The call to serial2.write() takes quite a few instruction steps, and triggers a LPUART interrupt. Processing that interrupt then takes time also, and when the LPUART interrupt priority has same or higher priority as the timer interrupt, then it will be blocking the timer interrupt.

Changing all your DigitalWrite into DigitalWriteFast does help a little bit. Because (with the 600 Mhz CPU Speed) the 1 us interrupt service then needs ~100 ns less to toggle the output pin.

Modifying the interrupt priority settings also helps.
Try this in setup instaed of the ttimer.begin(timer_isr, 1) line:
Code:
    ttimer.begin(timer_isr, 1);
    Serial.print("default priority ttimer is ");
    Serial.println(NVIC_GET_PRIORITY(IRQ_PIT));

    ttimer.priority (3*16); //  lower number = higher priority
    Serial.print("modified priority ttimer is ");
    Serial.println(NVIC_GET_PRIORITY(IRQ_PIT));

//    Serial.print("Prio LPUART6 (serial1) is ");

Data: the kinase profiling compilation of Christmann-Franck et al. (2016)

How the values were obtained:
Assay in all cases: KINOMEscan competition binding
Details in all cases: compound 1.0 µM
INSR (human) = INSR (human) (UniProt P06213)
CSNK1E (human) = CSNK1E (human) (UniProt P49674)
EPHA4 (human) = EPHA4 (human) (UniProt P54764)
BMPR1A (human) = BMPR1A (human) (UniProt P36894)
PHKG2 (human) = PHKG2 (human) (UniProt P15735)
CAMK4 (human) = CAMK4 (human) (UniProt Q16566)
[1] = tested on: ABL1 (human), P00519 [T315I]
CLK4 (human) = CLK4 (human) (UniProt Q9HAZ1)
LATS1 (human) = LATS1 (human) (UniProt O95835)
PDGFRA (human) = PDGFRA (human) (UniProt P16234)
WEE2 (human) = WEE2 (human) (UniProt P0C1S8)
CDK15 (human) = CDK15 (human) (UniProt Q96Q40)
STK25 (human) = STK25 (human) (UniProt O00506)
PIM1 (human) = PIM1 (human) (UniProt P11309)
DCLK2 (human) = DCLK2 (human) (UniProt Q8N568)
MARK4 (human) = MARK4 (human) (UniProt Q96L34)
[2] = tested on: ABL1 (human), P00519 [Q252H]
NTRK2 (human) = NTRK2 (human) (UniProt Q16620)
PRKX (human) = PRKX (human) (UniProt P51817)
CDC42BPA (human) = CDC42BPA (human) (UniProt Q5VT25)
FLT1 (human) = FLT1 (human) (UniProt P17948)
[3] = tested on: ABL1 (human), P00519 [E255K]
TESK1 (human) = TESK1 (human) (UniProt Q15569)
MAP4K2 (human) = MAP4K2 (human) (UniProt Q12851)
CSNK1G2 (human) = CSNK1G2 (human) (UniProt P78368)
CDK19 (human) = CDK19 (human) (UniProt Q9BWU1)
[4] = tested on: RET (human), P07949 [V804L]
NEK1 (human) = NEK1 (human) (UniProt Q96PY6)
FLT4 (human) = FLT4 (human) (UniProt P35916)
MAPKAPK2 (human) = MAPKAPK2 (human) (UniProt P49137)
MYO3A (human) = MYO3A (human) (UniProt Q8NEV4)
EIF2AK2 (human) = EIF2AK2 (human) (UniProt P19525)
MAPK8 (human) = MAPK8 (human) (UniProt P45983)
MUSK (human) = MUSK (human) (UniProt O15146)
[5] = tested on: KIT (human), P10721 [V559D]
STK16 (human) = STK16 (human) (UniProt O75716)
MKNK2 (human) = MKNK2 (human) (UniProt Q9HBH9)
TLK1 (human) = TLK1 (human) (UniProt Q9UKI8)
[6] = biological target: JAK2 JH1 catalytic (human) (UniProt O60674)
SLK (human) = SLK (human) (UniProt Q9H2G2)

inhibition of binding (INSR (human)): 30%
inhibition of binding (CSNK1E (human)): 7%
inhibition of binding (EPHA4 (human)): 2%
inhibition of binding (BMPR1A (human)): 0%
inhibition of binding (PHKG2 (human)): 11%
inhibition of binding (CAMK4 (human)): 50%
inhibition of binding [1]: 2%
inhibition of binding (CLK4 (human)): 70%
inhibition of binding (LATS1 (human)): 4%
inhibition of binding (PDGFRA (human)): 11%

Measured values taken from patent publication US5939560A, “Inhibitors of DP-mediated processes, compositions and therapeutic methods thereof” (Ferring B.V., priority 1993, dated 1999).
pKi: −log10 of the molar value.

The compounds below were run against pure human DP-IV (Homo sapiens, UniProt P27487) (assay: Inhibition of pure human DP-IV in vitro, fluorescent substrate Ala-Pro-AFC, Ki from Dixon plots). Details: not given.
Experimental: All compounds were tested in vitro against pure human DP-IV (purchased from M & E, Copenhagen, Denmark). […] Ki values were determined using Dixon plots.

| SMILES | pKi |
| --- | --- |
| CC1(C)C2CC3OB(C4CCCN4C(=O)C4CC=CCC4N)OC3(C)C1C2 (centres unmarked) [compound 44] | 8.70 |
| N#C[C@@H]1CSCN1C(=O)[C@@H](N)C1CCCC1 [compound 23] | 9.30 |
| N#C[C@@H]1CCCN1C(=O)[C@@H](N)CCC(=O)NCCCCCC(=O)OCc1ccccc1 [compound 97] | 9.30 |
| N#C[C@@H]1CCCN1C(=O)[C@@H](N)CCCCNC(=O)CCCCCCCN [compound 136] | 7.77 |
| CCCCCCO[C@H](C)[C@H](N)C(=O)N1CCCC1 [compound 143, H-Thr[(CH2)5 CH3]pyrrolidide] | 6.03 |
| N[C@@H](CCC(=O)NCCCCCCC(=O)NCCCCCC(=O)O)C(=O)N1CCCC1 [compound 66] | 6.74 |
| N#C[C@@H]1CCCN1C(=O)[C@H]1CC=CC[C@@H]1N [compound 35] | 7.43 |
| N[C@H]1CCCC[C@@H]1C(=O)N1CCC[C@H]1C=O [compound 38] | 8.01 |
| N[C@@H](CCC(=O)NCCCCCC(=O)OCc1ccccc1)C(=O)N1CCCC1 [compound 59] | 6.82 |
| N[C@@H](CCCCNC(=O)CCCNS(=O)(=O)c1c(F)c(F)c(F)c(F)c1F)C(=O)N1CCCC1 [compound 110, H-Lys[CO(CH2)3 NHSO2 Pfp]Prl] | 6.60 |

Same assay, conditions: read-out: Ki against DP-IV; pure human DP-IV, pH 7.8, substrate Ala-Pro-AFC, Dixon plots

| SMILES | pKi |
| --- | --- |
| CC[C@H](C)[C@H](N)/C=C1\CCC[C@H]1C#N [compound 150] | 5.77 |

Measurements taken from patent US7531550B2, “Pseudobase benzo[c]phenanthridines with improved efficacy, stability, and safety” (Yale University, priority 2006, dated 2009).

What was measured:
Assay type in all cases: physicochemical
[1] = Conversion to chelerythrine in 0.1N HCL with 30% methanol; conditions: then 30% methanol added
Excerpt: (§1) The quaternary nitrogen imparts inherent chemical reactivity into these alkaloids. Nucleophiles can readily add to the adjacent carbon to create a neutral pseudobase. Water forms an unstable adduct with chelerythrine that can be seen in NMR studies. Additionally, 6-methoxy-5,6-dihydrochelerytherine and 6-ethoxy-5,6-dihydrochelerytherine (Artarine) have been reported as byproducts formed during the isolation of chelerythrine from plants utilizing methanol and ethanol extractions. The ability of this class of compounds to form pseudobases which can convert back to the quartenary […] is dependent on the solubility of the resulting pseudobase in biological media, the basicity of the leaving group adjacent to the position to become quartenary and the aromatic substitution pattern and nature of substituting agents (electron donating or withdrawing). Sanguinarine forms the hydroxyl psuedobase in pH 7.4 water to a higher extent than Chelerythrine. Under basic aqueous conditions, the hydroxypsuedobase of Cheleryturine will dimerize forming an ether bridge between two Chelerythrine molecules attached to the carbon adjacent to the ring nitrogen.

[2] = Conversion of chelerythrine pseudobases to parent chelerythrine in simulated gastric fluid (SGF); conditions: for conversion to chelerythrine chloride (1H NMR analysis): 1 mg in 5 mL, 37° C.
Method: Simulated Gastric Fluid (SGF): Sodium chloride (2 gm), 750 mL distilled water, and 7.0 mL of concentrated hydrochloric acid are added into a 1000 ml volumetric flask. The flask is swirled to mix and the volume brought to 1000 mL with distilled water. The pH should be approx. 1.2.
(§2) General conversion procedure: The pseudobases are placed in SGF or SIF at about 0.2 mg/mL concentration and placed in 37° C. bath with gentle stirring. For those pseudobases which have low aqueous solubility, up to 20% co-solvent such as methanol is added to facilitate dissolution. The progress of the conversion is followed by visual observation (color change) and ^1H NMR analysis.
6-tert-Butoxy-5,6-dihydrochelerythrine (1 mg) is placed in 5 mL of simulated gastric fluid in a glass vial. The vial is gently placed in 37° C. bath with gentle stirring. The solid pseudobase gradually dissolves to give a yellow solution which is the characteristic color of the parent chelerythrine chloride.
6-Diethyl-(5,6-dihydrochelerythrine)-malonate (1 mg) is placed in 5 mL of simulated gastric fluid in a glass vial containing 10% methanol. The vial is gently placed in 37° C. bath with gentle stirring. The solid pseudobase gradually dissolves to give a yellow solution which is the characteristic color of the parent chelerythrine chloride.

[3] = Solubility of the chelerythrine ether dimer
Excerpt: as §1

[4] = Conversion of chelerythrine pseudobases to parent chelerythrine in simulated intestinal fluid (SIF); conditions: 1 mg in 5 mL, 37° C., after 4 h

//    Serial.println(NVIC_GET_PRIORITY(IRQ_LPUART6));
    Serial.print("Prio LPUART4 (serial2) is ");
    Serial.println(NVIC_GET_PRIORITY(IRQ_LPUART4));

Back to the first question: Is there a faster alternative to Serial1.write? (4.1) - yes, using DMA_UART instead of the default HardwareSerial().
Or, as you're not really interested in checking UART TX register (or FIFO) is empty, by just writing the 8 bits word directly into the relevant UART data register. For serial2 int T4 that is LPUART4. Address 0x40190000, offset 32.

As in:

Code:
#include <Arduino.h>
#include <stdint.h>
#include <inttypes.h>

#define TEST_PIN_YEL 27
#define TEST_PIN_GRN 25
#define TEST_PIN_BLU 32

#define IMXRT_GPIO6_DIRECT  (*(volatile uint32_t *)0x42000000)

IntervalTimer ttimer;

volatile uint32_t in32[256];
volatile uint8_t in_i;
volatile uint8_t out_i;

void timer_isr(void) {
    digitalWriteFast(TEST_PIN_YEL, HIGH);
    in32[in_i++] = IMXRT_GPIO6_DIRECT;
    digitalWriteFast(TEST_PIN_YEL, LOW);
}

void setup(void) {
    in_i = 0;
    out_i = 0;

    //Test pins
    pinMode(TEST_PIN_YEL, OUTPUT);    //ISR
    pinMode(TEST_PIN_GRN, OUTPUT);    //Process sample
    pinMode(TEST_PIN_BLU, OUTPUT);    //TX UART char

    //Serial2
//    pinMode(8, OUTPUT);
//    pinMode(7, INPUT);

    Serial2.begin(230400);

    pinMode(23, INPUT);
    pinMode(22, INPUT);
    pinMode(21, INPUT);
    pinMode(20, INPUT);
    pinMode(19, INPUT);
    pinMode(18, INPUT);
    pinMode(17, INPUT);
    pinMode(16, INPUT);
    pinMode(15, INPUT);